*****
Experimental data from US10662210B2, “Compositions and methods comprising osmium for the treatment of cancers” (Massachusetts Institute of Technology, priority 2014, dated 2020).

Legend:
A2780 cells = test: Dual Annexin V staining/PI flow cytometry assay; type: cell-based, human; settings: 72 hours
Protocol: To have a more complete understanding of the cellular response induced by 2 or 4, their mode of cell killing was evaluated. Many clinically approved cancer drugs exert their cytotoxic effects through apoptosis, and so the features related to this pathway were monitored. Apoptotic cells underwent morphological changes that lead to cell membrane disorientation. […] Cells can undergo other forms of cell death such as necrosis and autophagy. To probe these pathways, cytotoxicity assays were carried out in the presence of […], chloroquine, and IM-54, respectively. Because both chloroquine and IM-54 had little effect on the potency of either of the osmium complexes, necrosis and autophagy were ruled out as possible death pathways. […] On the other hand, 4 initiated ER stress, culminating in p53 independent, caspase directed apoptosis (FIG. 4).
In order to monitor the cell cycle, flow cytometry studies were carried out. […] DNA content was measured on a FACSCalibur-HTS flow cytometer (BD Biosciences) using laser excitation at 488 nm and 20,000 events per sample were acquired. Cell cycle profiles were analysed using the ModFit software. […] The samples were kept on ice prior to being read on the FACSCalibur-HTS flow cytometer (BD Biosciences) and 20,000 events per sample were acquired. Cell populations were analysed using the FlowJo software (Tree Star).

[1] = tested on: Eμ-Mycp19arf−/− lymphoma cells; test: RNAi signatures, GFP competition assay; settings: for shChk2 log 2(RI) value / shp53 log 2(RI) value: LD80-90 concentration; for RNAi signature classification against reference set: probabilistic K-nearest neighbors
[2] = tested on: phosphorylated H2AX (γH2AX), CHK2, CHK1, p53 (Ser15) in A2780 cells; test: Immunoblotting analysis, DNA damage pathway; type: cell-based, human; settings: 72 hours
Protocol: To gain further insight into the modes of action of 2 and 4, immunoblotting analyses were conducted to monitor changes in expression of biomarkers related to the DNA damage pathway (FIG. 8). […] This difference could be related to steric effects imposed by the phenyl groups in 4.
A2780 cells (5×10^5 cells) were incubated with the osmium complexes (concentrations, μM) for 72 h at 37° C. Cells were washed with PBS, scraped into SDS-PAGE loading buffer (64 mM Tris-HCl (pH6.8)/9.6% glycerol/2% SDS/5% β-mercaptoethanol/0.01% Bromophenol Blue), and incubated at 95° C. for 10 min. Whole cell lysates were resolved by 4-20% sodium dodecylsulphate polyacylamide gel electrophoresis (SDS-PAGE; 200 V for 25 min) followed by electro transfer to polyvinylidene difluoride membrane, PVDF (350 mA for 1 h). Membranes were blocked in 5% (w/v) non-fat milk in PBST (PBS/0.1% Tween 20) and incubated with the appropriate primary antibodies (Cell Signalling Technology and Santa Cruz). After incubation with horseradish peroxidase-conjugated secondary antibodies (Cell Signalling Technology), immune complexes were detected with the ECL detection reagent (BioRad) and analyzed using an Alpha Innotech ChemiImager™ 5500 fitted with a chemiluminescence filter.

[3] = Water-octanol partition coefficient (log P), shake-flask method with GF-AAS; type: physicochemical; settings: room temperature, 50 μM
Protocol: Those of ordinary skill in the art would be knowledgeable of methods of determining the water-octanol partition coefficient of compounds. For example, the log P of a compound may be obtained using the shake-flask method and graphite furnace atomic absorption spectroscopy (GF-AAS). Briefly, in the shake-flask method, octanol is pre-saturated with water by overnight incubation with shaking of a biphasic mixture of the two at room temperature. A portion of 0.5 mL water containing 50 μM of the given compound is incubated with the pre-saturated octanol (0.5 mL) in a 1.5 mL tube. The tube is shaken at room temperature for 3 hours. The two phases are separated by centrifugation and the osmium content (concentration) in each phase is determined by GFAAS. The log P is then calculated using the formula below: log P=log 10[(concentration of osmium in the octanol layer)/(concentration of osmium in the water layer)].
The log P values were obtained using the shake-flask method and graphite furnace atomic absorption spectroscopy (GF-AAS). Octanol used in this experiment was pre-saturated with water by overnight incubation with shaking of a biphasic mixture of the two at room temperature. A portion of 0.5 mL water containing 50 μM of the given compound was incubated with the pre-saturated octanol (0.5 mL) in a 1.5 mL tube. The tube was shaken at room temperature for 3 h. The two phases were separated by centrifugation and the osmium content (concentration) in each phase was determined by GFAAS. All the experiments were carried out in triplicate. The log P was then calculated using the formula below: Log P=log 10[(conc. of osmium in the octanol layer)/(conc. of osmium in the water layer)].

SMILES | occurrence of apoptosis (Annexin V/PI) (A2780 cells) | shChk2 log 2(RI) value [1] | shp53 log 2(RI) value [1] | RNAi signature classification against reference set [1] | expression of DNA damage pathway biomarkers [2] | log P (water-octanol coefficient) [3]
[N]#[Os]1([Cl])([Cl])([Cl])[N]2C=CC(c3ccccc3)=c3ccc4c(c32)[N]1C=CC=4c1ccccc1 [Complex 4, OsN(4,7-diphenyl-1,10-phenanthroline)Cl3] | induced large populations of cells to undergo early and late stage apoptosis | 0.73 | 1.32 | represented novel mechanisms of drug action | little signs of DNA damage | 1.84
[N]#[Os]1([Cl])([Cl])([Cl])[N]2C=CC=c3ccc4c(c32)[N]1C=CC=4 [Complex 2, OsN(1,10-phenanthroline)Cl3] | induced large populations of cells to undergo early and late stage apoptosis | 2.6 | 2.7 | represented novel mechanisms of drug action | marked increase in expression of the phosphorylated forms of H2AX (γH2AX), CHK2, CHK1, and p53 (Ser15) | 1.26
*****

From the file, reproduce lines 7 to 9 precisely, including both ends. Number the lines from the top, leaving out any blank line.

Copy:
[2] = tested on: phosphorylated H2AX (γH2AX), CHK2, CHK1, p53 (Ser15) in A2780 cells; test: Immunoblotting analysis, DNA damage pathway; type: cell-based, human; settings: 72 hours
Protocol: To gain further insight into the modes of action of 2 and 4, immunoblotting analyses were conducted to monitor changes in expression of biomarkers related to the DNA damage pathway (FIG. 8). […] This difference could be related to steric effects imposed by the phenyl groups in 4.
A2780 cells (5×10^5 cells) were incubated with the osmium complexes (concentrations, μM) for 72 h at 37° C. Cells were washed with PBS, scraped into SDS-PAGE loading buffer (64 mM Tris-HCl (pH6.8)/9.6% glycerol/2% SDS/5% β-mercaptoethanol/0.01% Bromophenol Blue), and incubated at 95° C. for 10 min. Whole cell lysates were resolved by 4-20% sodium dodecylsulphate polyacylamide gel electrophoresis (SDS-PAGE; 200 V for 25 min) followed by electro transfer to polyvinylidene difluoride membrane, PVDF (350 mA for 1 h). Membranes were blocked in 5% (w/v) non-fat milk in PBST (PBS/0.1% Tween 20) and incubated with the appropriate primary antibodies (Cell Signalling Technology and Santa Cruz). After incubation with horseradish peroxidase-conjugated secondary antibodies (Cell Signalling Technology), immune complexes were detected with the ECL detection reagent (BioRad) and analyzed using an Alpha Innotech ChemiImager™ 5500 fitted with a chemiluminescence filter.